First of all, I did not have an ultrasound done to confirm pregnancy. With one exception, I have never done it. While it is nice to confirm that a dog is pregnant, especially on a highly anticipated or long-awaited litter, I usually figure that I will know in a month or two anyway. Besides that, ultrasounds are not infallible. Stan and Tina Knoll had one done on Nadja and were told that she was not pregnant but Nadja whelped three puppies. And Diane Webb and John WIllmore had an ultrasound done on Olive that showed two puppies. Two weeks later, the fetal sacs were empty. The puppies had been absorbed.
Through the weeks since the two matings with Owl, Taya's vulva has remained enlarged, and she has had a slight amount of clear vaginal drainage that has clumped hairs together and provided me with great hope that she is in fact pregnant. In the past, this type of discharge has been an infallible sign.
And her nipples, while not yet large, have never decreased in size to what they were before Taya came in heat.
I have prided myself on being proficient at determining pregnancy by abdominal palpation at about 30 days. But this time, my findings were inconclusive. I found myself doubting my fingers. "Yes." "I believe I feel a puppy there." "One, I think." "But did I really feel a puppy there?" "Maybe not." Like a broken record. As I have said, it is like I want this litter too much!
The last photo is Taya this morning, at day 57 or so. (All the photos were taken this morning.) She followed me with her eyes but remained in the position that allows me to point out a couple more things.
First, you can see that she is in marvelous "bloom". The fantastic sheen to her coat and extra-good physical condition are typical of a bitch during a pregnancy that is very much agreeing with her.
Second, see how large and solid she (often but not always) looks lately when she is sitting or curled up. I have noticed all along how "thick" she appears in the area of the lower rib cage.
Then she stands up and the bulk pretty much disappears. She has just as much waist today as she did two months ago. Sometimes she appears almost thin. And to date, I have neither felt a puppy move or heard a heartbeat. And, Taya knows, I have tried!
So, that is why I have to answer the question with I don't know. It has been a rollercoaster ride for weeks. She is. She isn't. She is. She isn't. She is. She isn't. She is. She isn't.
Taya is handling the mystery better than I am.
Abdominal x-ray on Friday will provide THE clue.
Tasha has passed the advanced test at the annual United Blood Trackers Trackfest which was held this year in North Carolina!
The UBT-II test is a tracking test where 6 ounces of blood, or three ounces of blood and a deer hoof, are used to lay a track of at least 800 yards. The track will have three turns and two wound beds and will be aged at least eight hours or overnight.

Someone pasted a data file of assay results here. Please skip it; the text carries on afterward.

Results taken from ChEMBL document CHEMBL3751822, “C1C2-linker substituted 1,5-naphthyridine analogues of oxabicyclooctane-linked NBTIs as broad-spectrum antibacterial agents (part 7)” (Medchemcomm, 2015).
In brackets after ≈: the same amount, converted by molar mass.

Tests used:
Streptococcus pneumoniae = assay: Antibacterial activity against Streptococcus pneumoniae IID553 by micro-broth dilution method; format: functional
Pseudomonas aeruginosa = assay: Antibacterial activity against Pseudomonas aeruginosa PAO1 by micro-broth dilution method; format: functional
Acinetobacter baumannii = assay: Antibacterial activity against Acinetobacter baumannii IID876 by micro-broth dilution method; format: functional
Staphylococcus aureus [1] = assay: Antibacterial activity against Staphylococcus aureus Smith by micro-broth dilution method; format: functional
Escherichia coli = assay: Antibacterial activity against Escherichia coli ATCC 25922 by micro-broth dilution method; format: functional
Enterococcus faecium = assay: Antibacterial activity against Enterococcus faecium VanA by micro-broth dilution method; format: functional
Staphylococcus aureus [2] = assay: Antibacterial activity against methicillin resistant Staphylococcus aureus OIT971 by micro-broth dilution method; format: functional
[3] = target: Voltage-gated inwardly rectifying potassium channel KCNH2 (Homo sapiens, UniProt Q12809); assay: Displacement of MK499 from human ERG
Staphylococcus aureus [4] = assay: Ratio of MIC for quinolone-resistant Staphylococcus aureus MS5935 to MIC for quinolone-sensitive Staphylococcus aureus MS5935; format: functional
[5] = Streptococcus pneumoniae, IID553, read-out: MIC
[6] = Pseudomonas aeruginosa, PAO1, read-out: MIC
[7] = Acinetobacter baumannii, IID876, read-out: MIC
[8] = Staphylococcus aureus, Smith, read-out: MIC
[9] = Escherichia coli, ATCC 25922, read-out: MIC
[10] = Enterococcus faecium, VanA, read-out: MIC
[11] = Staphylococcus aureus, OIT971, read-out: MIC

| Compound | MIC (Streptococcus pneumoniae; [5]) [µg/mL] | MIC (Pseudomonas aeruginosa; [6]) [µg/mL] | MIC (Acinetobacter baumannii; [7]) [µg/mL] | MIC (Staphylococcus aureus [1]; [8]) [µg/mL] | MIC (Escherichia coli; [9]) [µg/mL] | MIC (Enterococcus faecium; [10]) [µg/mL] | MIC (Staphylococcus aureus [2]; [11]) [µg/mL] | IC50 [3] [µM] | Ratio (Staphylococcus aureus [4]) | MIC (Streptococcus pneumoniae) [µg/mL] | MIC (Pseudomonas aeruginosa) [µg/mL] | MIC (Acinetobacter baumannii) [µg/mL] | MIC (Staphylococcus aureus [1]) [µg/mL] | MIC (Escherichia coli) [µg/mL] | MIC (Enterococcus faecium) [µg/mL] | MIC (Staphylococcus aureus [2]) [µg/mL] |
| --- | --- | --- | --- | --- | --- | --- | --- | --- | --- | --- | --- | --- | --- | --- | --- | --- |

Super performance; It is a wonderful accomplishment, Cliff!
Congratulations to you and Tasha!!
Here is a full report from Diane!
We're back from the Dachshund Club of America National Specialty --
Thank you for a great report on your marvelous accomplishments and, too, the fabulous photos and videos!
I am so proud of all of you!!!
ps Wow, that Bossa is fast!
Maxine Brinker called:
"Patt, she did it!"
Nexus' sister Nutmeg, (they turned 12 in March), went into this weekend needing TWO of the 750 points required to become a Master Agility Champion for the fifth time. She ran a strong Jumpers course, first course of the day, and completed those requirements for MACH 5!!! She is just the third dachshund to achieve MACH 5!
Maxine said she will run Nutmeg in Standard today, may also, depending on how good Nutmeg appears to be feeling, run her tomorrow, after which Nutmeg is Retired from agility. A lot of swimming, some earthdog and barn hunt, and, hopefully, helping Maxine discipline a new puppy, are the plans for Nutmeg's future.
FANTASTIC ACCOMPLISHMENT AND C@NGRATULATI@NS TO MAXINE AND MACH 5 NUTMEG!!
Watch the run which was videoed for Maxine by Pam Dural and posted on Coach's Eye.
Owl's sister Autumn Olive von Dorndorf, nine years and 11 months old today, is the Triathlon Winner of the 2014 Dachshund Club of America National events!
HUGE C@NGRATULATI@NS to Olive's owners and handlers John Willmore and Diane Webb of California!!!
Owl and Tasha mated again this morning. Then Cliff laid a track for Tasha, an AKC-type track this time, meaning Tasha tracked where Cliff walked; it was not a blood track.
Graciously, Cliff invited me to run Viljo on the track first. And Viljo, who had not tracked in months, did a very nice job! After that, Tasha ran the track, too. It was becoming warm but she is one motivated tracking dog and her performance was impressive! Following are some photos I took of Tasha on this track, with captions.
While Tasha is in Ohio to be mated with Owl, Cliff Shrader and I visited Jennifer Fry and Gretel in Columbus. Before this weekend, Tasha and Taya had not seen each other since they were eight weeks old at home in Denmark. But they get along fabulously and have played hard. It is quite interesting to see that the sisters are so similar in habits, expressions, size, and even their voices.
Thank you, Jennifer, for the visit and photos!